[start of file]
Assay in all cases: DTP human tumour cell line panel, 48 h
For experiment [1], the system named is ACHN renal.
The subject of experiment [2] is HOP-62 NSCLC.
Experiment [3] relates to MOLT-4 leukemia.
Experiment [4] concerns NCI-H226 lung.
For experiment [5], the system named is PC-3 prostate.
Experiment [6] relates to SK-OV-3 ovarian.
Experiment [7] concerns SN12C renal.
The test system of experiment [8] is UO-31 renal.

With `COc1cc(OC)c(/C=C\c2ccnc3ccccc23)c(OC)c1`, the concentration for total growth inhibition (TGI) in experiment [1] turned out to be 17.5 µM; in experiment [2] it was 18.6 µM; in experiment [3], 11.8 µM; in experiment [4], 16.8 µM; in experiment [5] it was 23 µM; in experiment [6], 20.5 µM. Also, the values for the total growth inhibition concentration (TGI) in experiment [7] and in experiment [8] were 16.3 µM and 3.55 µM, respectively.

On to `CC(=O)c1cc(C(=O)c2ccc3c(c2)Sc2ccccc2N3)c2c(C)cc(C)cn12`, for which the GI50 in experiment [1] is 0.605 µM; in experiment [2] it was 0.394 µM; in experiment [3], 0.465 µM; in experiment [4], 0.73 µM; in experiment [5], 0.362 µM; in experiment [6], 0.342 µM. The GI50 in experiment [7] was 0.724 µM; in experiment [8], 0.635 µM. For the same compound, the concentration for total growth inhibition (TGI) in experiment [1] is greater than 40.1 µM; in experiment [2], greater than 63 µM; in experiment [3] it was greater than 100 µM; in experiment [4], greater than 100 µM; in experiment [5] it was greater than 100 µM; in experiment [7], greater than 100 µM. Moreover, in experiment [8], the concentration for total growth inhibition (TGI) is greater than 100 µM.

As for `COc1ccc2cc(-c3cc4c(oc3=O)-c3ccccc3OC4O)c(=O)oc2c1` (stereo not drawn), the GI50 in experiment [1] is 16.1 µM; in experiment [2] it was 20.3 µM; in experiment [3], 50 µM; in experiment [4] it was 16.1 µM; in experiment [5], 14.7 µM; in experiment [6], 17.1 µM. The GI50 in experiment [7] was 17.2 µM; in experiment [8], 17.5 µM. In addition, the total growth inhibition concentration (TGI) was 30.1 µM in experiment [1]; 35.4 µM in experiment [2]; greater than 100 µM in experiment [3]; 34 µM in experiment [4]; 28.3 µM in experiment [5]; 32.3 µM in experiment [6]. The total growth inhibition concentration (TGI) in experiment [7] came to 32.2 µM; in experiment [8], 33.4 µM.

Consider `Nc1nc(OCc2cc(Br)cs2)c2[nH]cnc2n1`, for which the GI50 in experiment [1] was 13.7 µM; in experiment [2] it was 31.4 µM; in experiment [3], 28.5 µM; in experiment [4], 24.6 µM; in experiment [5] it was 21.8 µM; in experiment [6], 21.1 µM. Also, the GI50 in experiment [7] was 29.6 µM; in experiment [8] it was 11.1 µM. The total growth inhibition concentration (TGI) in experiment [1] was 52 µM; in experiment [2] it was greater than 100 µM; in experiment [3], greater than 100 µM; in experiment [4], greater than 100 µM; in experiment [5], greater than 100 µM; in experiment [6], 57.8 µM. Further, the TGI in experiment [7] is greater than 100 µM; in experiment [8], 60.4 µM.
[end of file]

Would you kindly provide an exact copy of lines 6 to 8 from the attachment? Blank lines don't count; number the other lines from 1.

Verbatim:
For experiment [5], the system named is PC-3 prostate.
Experiment [6] relates to SK-OV-3 ovarian.
Experiment [7] concerns SN12C renal.